I don’t think people really understand what kind of player he is. A lot of people I’ve talked to—coordinators, head coaches—ask me and I’m like, ‘Look man, this guy is a bona fide first-rounder. Take him immediately. He’s going to be an All-Pro.’ I know how it sounds because I’m his coach but think about it. I’m coming from the University of Washington where there’s a bunch of guys we have in the NFL. I’m seeing it and watching it and I’m like, ‘Hey I’m letting you know he’s one of the better ones to come up out of here.’

Brett Veach said he was shocked that Trent fell to No. 21.

I was pretty shocked, too, as well. [Went so late]

I know you love his game, but scouting reports did point out a couple of potential hurdles, one being that he’s labeled as a zone corner. I’d love to hear your thoughts on some of these perceived issues.

A lot of people say zone corner or this type of corner. Trent is just a corner. He’s a lockdown guy. There were times when we knew for a fact that they had a guy on the offensive side and we’re putting Trent on him on and we’re not worried about that side at all. It speaks to his body of work. It’s pretty impressive the resume he put together. Week in and week out, in his three years, we played a lot of man with him.

What are people overlooking with Trent?

For Trent, what’s so impressive—even on day one when he came to UW—is that Trent can literally draw all 11 guys on the football field. He understands what the safeties have and what the linebackers have. He understands all the checks the linebackers are making to the d-line. That’s one thing I always thought was pretty impressive.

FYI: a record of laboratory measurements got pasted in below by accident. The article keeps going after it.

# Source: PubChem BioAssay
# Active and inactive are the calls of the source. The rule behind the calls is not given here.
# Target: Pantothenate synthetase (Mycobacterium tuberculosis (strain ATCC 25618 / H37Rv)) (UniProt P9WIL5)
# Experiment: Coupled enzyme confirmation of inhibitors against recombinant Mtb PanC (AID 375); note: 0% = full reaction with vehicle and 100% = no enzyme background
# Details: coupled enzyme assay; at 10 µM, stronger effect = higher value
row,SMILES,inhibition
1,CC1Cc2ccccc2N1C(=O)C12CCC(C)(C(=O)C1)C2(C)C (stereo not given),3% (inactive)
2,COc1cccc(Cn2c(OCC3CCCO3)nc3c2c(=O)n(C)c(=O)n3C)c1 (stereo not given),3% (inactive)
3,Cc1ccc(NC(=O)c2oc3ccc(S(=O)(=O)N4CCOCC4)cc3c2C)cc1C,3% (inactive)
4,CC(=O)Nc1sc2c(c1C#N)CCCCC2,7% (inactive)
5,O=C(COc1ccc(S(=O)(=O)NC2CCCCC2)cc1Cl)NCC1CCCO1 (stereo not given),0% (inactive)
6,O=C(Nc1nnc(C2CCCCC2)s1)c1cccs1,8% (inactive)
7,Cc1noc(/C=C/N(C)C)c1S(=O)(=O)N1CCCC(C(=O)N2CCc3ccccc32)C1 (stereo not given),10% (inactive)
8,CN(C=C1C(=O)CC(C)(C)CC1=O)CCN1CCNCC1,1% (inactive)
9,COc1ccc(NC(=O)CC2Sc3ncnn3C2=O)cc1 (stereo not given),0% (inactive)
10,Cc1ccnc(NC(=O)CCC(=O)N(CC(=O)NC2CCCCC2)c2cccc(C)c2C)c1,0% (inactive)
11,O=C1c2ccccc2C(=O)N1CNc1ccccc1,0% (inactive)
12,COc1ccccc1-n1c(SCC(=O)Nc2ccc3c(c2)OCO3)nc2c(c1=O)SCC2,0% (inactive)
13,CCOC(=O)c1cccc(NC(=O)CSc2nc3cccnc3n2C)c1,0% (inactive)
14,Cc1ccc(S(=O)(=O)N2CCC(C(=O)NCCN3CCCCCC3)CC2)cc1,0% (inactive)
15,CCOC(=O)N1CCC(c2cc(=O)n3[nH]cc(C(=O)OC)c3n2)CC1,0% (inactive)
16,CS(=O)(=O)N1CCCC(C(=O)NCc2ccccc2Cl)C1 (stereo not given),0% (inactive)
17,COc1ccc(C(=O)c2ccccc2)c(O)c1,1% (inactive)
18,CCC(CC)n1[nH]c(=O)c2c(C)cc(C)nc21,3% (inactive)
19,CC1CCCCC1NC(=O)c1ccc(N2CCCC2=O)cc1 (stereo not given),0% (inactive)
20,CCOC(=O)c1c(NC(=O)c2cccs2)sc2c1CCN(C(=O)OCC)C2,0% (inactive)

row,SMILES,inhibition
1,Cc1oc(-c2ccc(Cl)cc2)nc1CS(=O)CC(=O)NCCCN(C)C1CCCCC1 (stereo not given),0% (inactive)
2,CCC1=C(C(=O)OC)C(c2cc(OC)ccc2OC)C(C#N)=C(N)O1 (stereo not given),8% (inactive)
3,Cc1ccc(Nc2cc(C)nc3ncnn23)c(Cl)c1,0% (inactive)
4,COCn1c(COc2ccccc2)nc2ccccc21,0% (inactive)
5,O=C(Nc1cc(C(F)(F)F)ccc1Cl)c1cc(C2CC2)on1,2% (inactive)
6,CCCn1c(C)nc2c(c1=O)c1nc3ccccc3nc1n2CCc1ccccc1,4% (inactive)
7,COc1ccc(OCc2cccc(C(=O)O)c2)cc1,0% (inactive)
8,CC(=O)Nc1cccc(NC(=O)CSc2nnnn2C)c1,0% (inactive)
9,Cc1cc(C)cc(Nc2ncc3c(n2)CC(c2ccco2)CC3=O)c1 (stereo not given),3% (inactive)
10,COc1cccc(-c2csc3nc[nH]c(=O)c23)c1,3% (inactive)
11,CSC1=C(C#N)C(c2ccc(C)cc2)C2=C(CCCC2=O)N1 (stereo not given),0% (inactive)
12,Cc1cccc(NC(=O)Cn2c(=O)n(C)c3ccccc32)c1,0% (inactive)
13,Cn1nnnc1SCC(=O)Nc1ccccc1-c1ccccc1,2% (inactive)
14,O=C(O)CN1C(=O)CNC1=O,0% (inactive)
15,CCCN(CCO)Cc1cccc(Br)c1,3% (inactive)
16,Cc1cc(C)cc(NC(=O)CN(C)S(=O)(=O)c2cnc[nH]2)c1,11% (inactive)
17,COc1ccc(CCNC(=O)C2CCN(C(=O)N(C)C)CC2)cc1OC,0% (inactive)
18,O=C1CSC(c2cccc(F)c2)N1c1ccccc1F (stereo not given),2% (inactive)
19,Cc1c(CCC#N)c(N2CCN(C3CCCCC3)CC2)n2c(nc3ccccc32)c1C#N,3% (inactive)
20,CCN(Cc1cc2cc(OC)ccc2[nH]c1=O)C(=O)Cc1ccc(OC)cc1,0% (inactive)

That sounds like someone Chiefs fans are used to seeing on the field in Tyrann Mathieu.

It’s so interesting because every year we did studies on guys and one year he wanted to do a study on Tyrann Mathieu. Like I said, he’s one of those guys who is a leader just like Mathieu is. Then another thing that Kansas City will see, they’re going to see his ball skills. There were a lot of times when people just didn’t test Trent, but now that he’s in the league, they’ll finally see how good his ball skills are.

Another concern was his size, especially concerning the sort of receivers he’ll face in the AFC West and so on.

If you just go off his tape, we played against big guys. We played against all the 6’5, 6’4 guys.  You’re going to get a competitor in Trent McDuffie. Would you rather take a guy with longer arms that can’t win at the line or can’t run with guys? He has a full body like a football player. What we say him as is that we’d say, ‘He’s a future NFL guy.’ So you can say all those measurables, but one thing I know about Trent is that he’s a dog. He’s going to compete his butt off every single play.

Did you get a moment with Trent after he’d gotten the call?

It was pretty cool to see everything he worked for. On my board I’d written “first-round draft pick”, and so every time he came in to watch film, I’d point to it and say, “Look at that.” So for me to say that to him last night, it was like, ‘Bro, it happened! It happened!’ It was one of those moments where you get chills because you get to watch that body of work come together into that great time and moment with his family.

Next. Five futures players to watch for the Chiefs. dark